No MGR, Karunanidhi or Amma, Yet Tamil Nadu Is Witnessing Its Most Bitter Election Season

Badri Seshadri
·6-min read

MGR and M. Karunanidhi were sworn political enemies. This enmity continued between Karunanidhi and J. Jayalalithaa. One would have thought an election not involving these three political giants will be without any acrimony, or at least will be a low-key affair. But that has not been the case.

Over the last week, leaders from various political parties have, in their campaign beat, made nasty statements. These have set chain reactions, claims, counter-claims and whataboutery. Television advertisements have reached the levels of negativity seen only in the US. FM radio advertisements are just as bad. On Thursday, a full-page print ad from the DMK went after the BJP and the AIADMK in a vicious manner.

The DMK’s core campaign this time revolves around three key points: (1) the BJP’s communalism, (2) the AIADMK’s slavish subservience to the BJP and (3) loss of federalism and Tamil pride at the hands of the BJP-AIADMK combine. This, they have depicted by way of a series of cartoons in the full-page advertisement.

The first cartoon depicts Tamil Nadu Lignite Corporation, with a board ‘No vacancy for Tamils’, showing a person sitting inside, spitting paan. In the Tamil xenophobic mindset, all North Indians are paan-spitting, uncouth fellows and the ad depicts this blatantly.

Then, there is a caricature of BJP leader H. Raja, one of the only two Brahmin candidates in this election from the major parties, who is seen asking a young boy, “Why are you going to school? Go to your ancestral job!” This is a veiled reference to Rajaji, the Brahmin chief minister of the Congress government in the 1950s, who tried bringing a legislation in 1953 called “Modified Scheme of Elementary Education”, which was dubbed by its opponents, most notably Periyar E.V. Ramasamy, as ‘Hereditary Job Scheme’. To this day, Tamils know it only by the name Periyar had used.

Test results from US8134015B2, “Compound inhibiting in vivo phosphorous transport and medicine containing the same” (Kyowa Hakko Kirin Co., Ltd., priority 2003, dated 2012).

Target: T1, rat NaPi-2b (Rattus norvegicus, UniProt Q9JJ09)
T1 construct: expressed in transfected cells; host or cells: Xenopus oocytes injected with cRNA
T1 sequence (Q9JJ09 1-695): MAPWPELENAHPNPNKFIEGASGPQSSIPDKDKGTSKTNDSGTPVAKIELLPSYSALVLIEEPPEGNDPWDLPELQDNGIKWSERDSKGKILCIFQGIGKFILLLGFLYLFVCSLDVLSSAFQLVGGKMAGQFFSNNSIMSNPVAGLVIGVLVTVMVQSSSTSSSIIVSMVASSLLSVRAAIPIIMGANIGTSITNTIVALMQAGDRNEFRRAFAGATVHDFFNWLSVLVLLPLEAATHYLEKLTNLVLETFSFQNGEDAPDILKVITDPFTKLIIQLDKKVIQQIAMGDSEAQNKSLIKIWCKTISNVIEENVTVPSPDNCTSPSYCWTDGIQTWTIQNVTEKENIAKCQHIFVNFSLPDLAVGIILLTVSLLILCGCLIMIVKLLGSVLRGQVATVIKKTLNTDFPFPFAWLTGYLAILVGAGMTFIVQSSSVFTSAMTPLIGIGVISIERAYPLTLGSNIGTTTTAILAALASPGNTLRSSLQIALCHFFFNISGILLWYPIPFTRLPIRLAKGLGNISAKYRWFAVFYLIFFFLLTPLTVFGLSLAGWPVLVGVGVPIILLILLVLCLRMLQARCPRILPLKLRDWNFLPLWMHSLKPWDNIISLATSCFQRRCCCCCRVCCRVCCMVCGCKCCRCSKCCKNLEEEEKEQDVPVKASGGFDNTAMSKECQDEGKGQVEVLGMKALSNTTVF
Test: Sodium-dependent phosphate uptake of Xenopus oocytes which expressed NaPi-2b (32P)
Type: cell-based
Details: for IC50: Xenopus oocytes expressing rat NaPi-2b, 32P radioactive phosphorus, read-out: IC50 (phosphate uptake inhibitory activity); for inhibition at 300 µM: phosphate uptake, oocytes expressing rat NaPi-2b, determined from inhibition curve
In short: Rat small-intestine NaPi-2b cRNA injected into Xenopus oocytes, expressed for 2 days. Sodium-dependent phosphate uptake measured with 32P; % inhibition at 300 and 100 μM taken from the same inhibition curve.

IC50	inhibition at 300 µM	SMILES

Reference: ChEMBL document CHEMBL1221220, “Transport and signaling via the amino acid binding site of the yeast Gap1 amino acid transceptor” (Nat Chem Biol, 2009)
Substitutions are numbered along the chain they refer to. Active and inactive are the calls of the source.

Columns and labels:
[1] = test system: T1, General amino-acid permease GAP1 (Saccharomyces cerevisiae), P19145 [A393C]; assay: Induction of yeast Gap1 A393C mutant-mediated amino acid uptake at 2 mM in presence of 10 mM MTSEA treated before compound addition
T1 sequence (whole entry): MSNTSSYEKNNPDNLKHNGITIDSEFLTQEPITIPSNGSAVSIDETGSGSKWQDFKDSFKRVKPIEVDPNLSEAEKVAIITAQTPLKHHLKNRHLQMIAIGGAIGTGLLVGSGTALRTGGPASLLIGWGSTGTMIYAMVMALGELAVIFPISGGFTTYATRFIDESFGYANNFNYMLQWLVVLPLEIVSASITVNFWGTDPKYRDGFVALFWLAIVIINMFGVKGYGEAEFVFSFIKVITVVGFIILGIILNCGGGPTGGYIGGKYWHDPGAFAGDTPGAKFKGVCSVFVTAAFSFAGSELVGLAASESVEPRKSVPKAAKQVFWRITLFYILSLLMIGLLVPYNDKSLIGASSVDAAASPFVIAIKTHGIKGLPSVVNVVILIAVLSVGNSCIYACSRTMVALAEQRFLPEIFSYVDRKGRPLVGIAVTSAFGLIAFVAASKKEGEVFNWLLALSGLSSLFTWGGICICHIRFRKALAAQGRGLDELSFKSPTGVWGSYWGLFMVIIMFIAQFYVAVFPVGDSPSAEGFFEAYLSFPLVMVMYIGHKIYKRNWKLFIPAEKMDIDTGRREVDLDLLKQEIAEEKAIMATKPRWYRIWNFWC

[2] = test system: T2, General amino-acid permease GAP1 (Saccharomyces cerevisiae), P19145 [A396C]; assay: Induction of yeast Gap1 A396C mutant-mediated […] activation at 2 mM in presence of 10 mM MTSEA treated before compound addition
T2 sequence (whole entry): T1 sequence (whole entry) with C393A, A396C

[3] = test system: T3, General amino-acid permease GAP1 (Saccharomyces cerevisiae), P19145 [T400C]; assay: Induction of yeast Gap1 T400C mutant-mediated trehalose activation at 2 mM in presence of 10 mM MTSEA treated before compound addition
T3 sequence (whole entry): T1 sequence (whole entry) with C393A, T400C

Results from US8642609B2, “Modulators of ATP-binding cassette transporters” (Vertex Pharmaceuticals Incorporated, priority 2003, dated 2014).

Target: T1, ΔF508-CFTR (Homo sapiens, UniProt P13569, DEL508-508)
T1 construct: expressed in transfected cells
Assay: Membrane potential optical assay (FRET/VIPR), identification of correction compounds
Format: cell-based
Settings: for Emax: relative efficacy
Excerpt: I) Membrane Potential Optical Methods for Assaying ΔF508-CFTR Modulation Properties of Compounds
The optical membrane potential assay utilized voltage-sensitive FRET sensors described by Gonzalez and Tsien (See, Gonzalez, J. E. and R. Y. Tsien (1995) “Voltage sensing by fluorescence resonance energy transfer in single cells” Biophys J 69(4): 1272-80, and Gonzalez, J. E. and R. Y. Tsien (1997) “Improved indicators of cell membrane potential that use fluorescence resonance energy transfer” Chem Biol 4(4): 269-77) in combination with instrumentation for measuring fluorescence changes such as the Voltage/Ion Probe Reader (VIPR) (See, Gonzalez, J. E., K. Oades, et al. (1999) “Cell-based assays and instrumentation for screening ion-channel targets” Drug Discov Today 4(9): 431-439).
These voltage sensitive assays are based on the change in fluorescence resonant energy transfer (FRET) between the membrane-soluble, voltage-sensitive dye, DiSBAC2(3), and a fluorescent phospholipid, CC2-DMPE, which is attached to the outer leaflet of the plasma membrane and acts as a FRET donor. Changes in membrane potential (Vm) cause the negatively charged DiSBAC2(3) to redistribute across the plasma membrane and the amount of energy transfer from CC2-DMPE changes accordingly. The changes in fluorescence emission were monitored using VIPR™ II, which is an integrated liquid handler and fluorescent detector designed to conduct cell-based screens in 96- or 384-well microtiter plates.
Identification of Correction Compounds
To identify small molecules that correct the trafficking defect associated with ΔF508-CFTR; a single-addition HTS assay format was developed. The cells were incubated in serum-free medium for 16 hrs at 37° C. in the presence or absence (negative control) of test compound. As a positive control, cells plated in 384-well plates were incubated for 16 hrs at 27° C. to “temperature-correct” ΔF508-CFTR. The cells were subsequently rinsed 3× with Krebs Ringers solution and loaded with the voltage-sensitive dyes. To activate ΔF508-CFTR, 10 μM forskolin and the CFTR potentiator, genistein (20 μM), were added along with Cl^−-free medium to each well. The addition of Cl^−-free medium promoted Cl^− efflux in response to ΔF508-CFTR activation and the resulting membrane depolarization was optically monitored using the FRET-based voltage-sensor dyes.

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The purpose of the scheme was to reduce the school time and introduce two shifts, thereby double the number of students in schools. The additional time students had was to be utilized for learning any job. But the animosity Periyar had towards Rajaji in particular and Brahmins in general made him state that this was a way of enforcing varnasrama on Shudras by a Brahmin chief minister. To this day, Brahmin politicians in Tamil Nadu have to bear that cross, as seen in this advertisement.

The AIADMK for its part is saying that a vote for the DMK is a vote for rowdyism and land grabbing. Politicians of major parties have indulged in rowdyism, or at least encouraged shady elements. Assigning all of that to the DMK makes no sense. Same is the case with land grabbing. In fact, the biggest land grabbers have been Sasikala and her relatives, aided by Jayalalithaa, between 1991 and 1996. There is a detailed testimony by film music director Gangai Amaran, who incidentally is now in the BJP, against Jayalalithaa and Sasikala on how he was threatened and his farm land captured by hired goons, as part of the deposition in the disproportionate assets case against them.

There have been accusations against M.K. Stalin too with some alleging that a part of the land on which the DMK’s headquarters is built was illegally grabbed. Jayalalithaa faced similar allegations over Kodanad estate and Siruthavur bungalow. Later, in 2011, when Jayalalithaa became the chief minister again, she set up special cells to punish land grabbers. Naturally, all the cases were only against the DMK members. Many of these cases have not been disposed off to date.